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Service Bulletins Clarified

by Greg Reigel 1. August 2006 00:00
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Back in June of 2006, I wrote an article regarding an opinion by the National Transportation Safety Board ("NTSB") that appeared to state that a manufacturer could specify that its maintenance manual includes all service bulletins and thereby create an obligation under the Federal Aviation Regulations ("FAR's") to comply with those service bulletins. The NTSB opinion contradicted the FAA's longstanding position that compliance with service bulletins, absent an airworthiness directive, was not mandated by the FAR's. It also created quite a stir within the aviation community, including owners, operators and maintenance professionals.

To address the situation, and in an attempt to clarify the confusion, on August 11, 2006 the FAA issued a Legal Interpretation addressing this issue. The Legal Interpretation was issued in response to a specific request regarding whether a manufacturer's service bulletin "requiring" performance of a borescope inspection in connection with cylinder compression test revealing weak pressures during a 100 hour or annual inspection of an aircraft operated under FAR Part 91 was in fact mandatory under the FAR's. Although the Legal Interpretation states that compliance would not be mandatory in this situation, this does not necessarily limit a manufacturer's ability to mandate performance of certain maintenance tasks.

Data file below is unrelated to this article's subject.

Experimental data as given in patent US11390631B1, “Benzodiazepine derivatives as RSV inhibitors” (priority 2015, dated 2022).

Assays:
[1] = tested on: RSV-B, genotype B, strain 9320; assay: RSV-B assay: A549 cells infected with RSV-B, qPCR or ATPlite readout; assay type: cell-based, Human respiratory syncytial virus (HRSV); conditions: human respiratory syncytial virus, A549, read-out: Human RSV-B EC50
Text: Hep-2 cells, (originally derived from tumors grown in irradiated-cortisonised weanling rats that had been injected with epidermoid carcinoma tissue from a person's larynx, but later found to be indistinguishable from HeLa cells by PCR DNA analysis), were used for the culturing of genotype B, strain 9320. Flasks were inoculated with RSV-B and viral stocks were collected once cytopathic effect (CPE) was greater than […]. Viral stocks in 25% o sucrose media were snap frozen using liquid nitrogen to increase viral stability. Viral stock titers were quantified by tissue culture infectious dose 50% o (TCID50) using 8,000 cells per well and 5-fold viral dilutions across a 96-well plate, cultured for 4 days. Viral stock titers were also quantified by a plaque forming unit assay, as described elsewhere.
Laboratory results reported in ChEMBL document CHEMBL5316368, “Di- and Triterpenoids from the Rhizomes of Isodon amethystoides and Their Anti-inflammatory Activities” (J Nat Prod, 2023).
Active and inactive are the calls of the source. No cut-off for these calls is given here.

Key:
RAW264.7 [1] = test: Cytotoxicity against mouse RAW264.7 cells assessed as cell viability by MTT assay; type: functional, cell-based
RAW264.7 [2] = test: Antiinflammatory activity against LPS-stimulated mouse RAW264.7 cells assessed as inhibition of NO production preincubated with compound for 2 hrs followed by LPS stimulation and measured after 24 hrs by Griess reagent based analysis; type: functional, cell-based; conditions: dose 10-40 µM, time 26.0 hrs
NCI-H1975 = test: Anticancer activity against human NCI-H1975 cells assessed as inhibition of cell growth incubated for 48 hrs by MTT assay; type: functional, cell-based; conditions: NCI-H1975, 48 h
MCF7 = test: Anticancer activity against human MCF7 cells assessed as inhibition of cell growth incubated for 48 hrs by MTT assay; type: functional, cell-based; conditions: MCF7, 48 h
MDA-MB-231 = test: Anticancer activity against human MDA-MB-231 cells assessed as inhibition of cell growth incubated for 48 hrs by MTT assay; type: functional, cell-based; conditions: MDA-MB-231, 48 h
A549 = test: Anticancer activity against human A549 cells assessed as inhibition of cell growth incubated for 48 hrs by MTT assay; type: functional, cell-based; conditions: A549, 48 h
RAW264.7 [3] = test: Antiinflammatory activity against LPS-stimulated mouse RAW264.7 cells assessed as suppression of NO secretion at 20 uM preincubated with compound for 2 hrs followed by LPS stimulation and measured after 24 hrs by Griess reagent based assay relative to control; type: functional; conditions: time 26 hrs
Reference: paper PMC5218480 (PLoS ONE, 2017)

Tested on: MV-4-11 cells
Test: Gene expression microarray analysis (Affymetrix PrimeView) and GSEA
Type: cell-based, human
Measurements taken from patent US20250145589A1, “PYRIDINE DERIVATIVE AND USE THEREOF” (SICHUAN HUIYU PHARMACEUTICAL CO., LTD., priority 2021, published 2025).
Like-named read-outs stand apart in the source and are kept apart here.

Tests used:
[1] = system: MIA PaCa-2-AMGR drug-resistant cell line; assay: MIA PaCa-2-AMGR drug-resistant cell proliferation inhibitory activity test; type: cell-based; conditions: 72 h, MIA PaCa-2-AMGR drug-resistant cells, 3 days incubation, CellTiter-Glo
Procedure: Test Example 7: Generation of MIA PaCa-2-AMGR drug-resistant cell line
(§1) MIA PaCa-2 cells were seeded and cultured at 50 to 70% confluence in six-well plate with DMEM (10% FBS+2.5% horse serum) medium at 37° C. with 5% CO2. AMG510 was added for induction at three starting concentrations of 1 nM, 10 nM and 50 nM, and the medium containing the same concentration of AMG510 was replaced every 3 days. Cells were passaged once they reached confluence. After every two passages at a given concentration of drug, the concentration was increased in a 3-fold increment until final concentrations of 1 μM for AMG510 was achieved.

The Request For Interpretation

Procedurally, an individual requesting a legal interpretation from the FAA must provide a specific factual scenario. The FAA will not issue general interpretations of the FAR's. It will only address application of the FAR's to specific facts. In this case, the individual requested a legal interpretation regarding the application of FAR 43.13(a) and FAR 43 Appendix D.

The factual scenario involved an aircraft operated under FAR Part 91 and a manufacturer-issued service bulletin specifying that a borescope inspection must be performed in connection with a cylinder compression test revealing weak pressures during an annual or 100 hour inspection performed pursuant to FAR Part 43 Appendix D. The FAA was asked to provide a legal interpretation to answer the question whether FAR 43.13(a), which requires that maintenance shall be done using methods, techniques and practices prescribed by the manufacturer or other methods, techniques and practices acceptable to the Administrator, mandated compliance with the service bulletin simply because the manufacturer required it.

The Interpretation

The FAA's simple answer was "no". However, it was not unqualified. The FAA stated that "unless a service bulletin is incorporated either directly or by reference into a document that makes its requirements mandatory, the answer is no."